The epithelial-mesenchymal transition (EMT) plays a pivotal role in the conversion from benign to malignant cancers. Cancer derived exosomes can promote EMT via miRNAs and prepare the pre-metastatic niche [42]. Several signaling pathways such as TGF-β1, Wnt, EGF and HGF participate in the induction of EMT [4346]. The exosomes from human breast milk could promote EMT via TGFβ2 [20]. miR-409 in exosomes from prostate cancer promoted EMT through the repression of tumor suppressor genes such as Ras suppressor 1 and stromal antigen 2 [23].

Metastasis is a highly inefficient process. Only 0.01% circulating tumor cells (CTCs) shed from the primary tumors into the bloodstream and lymphatics can form metastatic lesions in distant organs [47]. EMT markers such as twist and vimentin were expressed at higher levels in CTCs of patients with metastatic breast cancer than in those of patients in the early stage [48]. Metastases-initiating cells (MICs) are special CTCs with sternness and enhance the growth, survival and colonization of prostate cancer cells in distant metastatic organs [11]. MICs have the ability to alter tumor microenvironment to promote reprogramming of non-tumorigenic prostate cancerous and non-cancerous epithelial and stromal cells, leading to their transformation and de-differentiation [49, 50]. Exosomes derived from MICs can promote EMT of prostate cancer cells through the activation of RANKL, FOXM1, and c-Myc [11].

Exosomes in prostate cancer drug resistance

Exosomes contribute to chemoresistance of cancer cells by complicated mechanisms. In cancer cells, chemotherapeutic drugs could be exported via exosomes [51]. Exosomes can shield cancer cells from therapeutic antibody attack, leading to the failure of antibody therapy [52]. Exosomal contents play an important role in the drug resistance of prostate cancer cells. For example, miR-34 in prostate cancer cells and cell-derived exosomes targeted Bcl-2 to regulate the response to docetaxel [53]. Exosomes could confer docetaxel-resistant cancer cells to docetaxel-sensitive cancer cells [54]. A recent study identified 29 deregulated miRNAs in exosomes from paclitaxel resistant prostate cancer cells, and these exosome-derived miRNAs may contribute to prostate cancer chemoresistance [55].

AR is a key transcription regulator that is highly expressed in prostate cancer. AR isoform encoded by splice variant 7 lacks the ligand-binding domain and is associated with the resistance to hormonal prostate cancer therapies, especially enzalutamide and abiraterone [56]. Androgen-receptor splice variant 7 messenger RNA (AR-V7) can be isolated from exosomal RNA in the blood and is a valuable resistance marker [56].

Exosomes for the diagnosis of prostate cancer

Present diagnostic markers such as prostate specific antigen (PSA) and carbohydrate antigens have substantial drawbacks such as false-negatives, false-positives and lack of tumor-type specificity [57]. Tumor biopsy is the only definitive method of diagnosis, but it is invasive. Novel prostate cancer biomarkers are required for clinical application. Exosomes can be isolated from human body fluids such as the blood, urine and saliva [58].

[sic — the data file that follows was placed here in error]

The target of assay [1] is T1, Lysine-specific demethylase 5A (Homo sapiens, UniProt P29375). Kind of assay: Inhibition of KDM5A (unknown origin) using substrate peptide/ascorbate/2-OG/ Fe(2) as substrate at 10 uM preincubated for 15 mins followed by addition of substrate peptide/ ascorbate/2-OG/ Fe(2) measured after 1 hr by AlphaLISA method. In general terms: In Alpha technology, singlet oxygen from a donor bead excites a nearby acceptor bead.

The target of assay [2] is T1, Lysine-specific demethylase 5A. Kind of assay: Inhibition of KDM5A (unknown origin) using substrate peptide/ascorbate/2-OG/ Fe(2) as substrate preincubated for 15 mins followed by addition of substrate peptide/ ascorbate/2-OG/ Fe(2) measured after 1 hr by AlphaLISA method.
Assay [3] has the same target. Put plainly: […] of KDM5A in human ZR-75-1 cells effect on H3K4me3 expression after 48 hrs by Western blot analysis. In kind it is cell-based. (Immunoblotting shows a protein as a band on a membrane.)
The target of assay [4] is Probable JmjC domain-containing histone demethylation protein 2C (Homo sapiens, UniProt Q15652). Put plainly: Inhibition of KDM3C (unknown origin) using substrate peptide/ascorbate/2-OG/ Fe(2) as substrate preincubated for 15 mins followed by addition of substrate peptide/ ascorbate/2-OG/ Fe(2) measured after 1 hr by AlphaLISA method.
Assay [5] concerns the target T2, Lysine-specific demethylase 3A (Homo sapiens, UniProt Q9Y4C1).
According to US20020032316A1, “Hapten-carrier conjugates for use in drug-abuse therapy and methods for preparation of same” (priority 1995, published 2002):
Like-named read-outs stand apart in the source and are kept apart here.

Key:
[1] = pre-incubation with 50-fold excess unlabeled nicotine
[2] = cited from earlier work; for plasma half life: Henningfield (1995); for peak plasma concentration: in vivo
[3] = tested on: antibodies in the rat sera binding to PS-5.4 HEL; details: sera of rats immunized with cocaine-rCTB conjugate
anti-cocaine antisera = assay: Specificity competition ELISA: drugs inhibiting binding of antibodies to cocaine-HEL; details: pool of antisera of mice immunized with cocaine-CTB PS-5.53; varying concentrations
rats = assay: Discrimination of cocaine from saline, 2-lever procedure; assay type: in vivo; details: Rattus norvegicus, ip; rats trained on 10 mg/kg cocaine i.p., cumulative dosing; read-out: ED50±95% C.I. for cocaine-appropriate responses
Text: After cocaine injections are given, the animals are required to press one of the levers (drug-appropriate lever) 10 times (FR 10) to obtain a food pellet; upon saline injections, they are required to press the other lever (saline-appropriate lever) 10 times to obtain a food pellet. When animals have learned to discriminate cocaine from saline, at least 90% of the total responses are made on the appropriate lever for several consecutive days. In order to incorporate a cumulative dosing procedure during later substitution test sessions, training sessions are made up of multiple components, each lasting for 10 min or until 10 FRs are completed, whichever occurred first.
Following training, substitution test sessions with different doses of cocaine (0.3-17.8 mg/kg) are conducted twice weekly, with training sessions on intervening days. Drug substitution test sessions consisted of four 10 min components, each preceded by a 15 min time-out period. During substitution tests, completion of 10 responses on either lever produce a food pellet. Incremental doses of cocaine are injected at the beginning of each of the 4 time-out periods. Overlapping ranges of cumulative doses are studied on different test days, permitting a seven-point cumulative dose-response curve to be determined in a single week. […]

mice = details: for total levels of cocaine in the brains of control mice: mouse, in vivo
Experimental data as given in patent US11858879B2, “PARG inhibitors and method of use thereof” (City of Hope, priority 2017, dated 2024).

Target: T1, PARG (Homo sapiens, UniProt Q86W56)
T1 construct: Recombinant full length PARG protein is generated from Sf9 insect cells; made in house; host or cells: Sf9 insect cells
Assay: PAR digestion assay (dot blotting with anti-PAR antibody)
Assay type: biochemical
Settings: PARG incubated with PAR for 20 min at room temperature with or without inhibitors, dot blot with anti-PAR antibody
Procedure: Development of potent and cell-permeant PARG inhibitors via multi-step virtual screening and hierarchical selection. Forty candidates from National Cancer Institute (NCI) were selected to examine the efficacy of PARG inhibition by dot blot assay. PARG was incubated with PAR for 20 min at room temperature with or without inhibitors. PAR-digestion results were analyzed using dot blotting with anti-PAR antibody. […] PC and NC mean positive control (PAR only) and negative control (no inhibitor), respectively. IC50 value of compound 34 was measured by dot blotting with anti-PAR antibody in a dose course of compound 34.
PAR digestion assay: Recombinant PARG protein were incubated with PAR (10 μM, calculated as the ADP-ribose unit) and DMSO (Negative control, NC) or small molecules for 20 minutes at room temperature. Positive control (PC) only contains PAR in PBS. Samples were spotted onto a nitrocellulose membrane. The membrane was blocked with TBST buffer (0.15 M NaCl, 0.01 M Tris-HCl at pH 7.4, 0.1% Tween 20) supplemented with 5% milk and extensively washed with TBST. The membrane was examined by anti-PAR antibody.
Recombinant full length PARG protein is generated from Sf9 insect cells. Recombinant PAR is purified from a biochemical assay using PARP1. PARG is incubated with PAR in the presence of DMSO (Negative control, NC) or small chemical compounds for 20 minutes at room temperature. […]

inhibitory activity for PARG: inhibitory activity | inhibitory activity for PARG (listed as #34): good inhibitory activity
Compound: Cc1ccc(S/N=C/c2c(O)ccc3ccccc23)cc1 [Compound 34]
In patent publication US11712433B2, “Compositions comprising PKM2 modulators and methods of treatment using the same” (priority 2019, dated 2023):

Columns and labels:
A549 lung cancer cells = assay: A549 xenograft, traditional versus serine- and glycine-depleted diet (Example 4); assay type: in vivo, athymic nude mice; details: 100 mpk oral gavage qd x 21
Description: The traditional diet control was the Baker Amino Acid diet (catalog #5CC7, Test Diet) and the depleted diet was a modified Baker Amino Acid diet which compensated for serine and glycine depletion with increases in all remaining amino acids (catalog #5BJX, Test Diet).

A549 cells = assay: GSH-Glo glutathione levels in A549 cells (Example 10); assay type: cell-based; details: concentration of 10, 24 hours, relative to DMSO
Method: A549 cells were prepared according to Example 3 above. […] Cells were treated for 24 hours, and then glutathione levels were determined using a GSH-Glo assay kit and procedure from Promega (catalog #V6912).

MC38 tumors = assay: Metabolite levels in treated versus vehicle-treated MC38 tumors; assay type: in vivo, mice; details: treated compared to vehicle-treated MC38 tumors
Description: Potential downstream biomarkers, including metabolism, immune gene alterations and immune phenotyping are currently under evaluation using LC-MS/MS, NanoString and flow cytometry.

Exosomes can protect miRNAs against RNase degradation [59]. Huang et al. found that miR-1290 and miR-375 had the potential of predicting the prognosis of castration-resistant prostate cancer [60]. Exosomal miR-34a could induce docetaxel sensitivity in docetaxel-resistant prostate cancer cells by inhibiting Bcl-2 [30]. Exosomal miR-34a can be used as a predictive biomarker for the response to docetaxel [53]. A recent study showed that miR-182 of miR-183 cluster family was detected in prostate cancer cells derived exosomes from the serum [61].

Like the miRNAs, the proteins in exosomes can be the biomarkers for prostate cancer. Hosseini-Beheshti et al. characterized exosomal proteins from prostate cancer cells and identified annexin A2, calsyntenin 1, fatty acid synthesis, filamin C, folate hydrolase-1, and growth differentiation factor 15, which may be specific for prostate cancer diagnosis [62]. Duijvesz et al. identified biomarker exportin-1 [63]. Webber et al. found that Notch3, milk fat globule epidermal growth factor-factor 8, and inter-alpha-trypsin inhibitor heavy chain H4 were enriched in prostate cancer exosomes [64]. Khan et al. reported that exosomal survivin was a potential biomarker for early detection of prostate cancer [65]. In addition, prostate cancer antigen 3 (PCA3), flotillin 2, Rab3B and late endosomal/lysosomal adaptor, MAPK and mTOR activator 1 (LAMTOR1) of exosomes could be diagnostic markers for prostate cancer [66, 67]. Exosomal lncRNAs also have the potential to be the biomarkers of prostate cancer. Exosomal lncRNAs may be involved in prostate cancer carcinogenesis and can be utilized for prostate cancer diagnosis [68].